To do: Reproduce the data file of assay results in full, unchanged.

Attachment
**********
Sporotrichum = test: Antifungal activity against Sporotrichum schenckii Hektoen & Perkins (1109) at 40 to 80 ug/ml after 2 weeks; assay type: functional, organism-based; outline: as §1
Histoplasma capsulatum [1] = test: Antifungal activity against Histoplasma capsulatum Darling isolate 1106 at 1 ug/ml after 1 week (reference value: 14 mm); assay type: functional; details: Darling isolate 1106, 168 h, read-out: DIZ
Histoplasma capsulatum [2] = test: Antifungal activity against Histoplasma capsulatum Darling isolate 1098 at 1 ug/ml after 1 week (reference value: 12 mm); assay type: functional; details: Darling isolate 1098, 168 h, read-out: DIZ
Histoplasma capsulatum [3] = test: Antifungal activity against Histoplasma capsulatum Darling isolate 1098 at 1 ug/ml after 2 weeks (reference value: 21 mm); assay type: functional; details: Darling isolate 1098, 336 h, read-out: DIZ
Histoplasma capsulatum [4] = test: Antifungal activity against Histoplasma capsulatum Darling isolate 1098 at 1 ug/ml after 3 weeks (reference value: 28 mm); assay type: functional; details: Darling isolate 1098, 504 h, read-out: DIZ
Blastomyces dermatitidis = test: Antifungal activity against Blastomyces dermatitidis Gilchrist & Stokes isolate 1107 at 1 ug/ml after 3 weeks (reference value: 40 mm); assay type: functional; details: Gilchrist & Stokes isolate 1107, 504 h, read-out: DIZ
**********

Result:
Sporotrichum = test: Antifungal activity against Sporotrichum schenckii Hektoen & Perkins (1109) at 40 to 80 ug/ml after 2 weeks; assay type: functional, organism-based; outline: as §1
Histoplasma capsulatum [1] = test: Antifungal activity against Histoplasma capsulatum Darling isolate 1106 at 1 ug/ml after 1 week (reference value: 14 mm); assay type: functional; details: Darling isolate 1106, 168 h, read-out: DIZ
Histoplasma capsulatum [2] = test: Antifungal activity against Histoplasma capsulatum Darling isolate 1098 at 1 ug/ml after 1 week (reference value: 12 mm); assay type: functional; details: Darling isolate 1098, 168 h, read-out: DIZ
Histoplasma capsulatum [3] = test: Antifungal activity against Histoplasma capsulatum Darling isolate 1098 at 1 ug/ml after 2 weeks (reference value: 21 mm); assay type: functional; details: Darling isolate 1098, 336 h, read-out: DIZ
Histoplasma capsulatum [4] = test: Antifungal activity against Histoplasma capsulatum Darling isolate 1098 at 1 ug/ml after 3 weeks (reference value: 28 mm); assay type: functional; details: Darling isolate 1098, 504 h, read-out: DIZ
Blastomyces dermatitidis = test: Antifungal activity against Blastomyces dermatitidis Gilchrist & Stokes isolate 1107 at 1 ug/ml after 3 weeks (reference value: 40 mm); assay type: functional; details: Gilchrist & Stokes isolate 1107, 504 h, read-out: DIZ